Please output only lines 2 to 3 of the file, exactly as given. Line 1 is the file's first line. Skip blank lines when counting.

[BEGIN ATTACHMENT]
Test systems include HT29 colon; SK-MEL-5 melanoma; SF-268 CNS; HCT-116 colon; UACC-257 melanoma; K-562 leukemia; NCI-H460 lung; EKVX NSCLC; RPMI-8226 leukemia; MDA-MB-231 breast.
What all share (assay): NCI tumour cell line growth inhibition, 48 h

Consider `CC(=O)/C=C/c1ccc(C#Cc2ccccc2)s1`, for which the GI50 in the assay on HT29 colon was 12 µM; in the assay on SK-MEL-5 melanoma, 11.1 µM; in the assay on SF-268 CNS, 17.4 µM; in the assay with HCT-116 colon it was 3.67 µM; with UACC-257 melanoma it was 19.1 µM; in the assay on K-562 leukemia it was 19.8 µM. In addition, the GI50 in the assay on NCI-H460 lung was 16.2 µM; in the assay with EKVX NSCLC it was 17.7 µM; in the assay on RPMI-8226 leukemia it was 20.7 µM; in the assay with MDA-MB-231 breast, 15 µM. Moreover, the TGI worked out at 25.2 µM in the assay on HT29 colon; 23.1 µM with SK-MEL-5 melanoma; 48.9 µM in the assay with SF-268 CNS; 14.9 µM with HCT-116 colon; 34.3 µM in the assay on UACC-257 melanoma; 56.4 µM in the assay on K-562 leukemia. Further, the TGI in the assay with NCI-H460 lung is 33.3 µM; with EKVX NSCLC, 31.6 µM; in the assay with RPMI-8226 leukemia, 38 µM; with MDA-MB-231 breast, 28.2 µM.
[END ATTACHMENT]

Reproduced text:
What all share (assay): NCI tumour cell line growth inhibition, 48 h

Consider `CC(=O)/C=C/c1ccc(C#Cc2ccccc2)s1`, for which the GI50 in the assay on HT29 colon was 12 µM; in the assay on SK-MEL-5 melanoma, 11.1 µM; in the assay on SF-268 CNS, 17.4 µM; in the assay with HCT-116 colon it was 3.67 µM; with UACC-257 melanoma it was 19.1 µM; in the assay on K-562 leukemia it was 19.8 µM. In addition, the GI50 in the assay on NCI-H460 lung was 16.2 µM; in the assay with EKVX NSCLC it was 17.7 µM; in the assay on RPMI-8226 leukemia it was 20.7 µM; in the assay with MDA-MB-231 breast, 15 µM. Moreover, the TGI worked out at 25.2 µM in the assay on HT29 colon; 23.1 µM with SK-MEL-5 melanoma; 48.9 µM in the assay with SF-268 CNS; 14.9 µM with HCT-116 colon; 34.3 µM in the assay on UACC-257 melanoma; 56.4 µM in the assay on K-562 leukemia. Further, the TGI in the assay with NCI-H460 lung is 33.3 µM; with EKVX NSCLC, 31.6 µM; in the assay with RPMI-8226 leukemia, 38 µM; with MDA-MB-231 breast, 28.2 µM.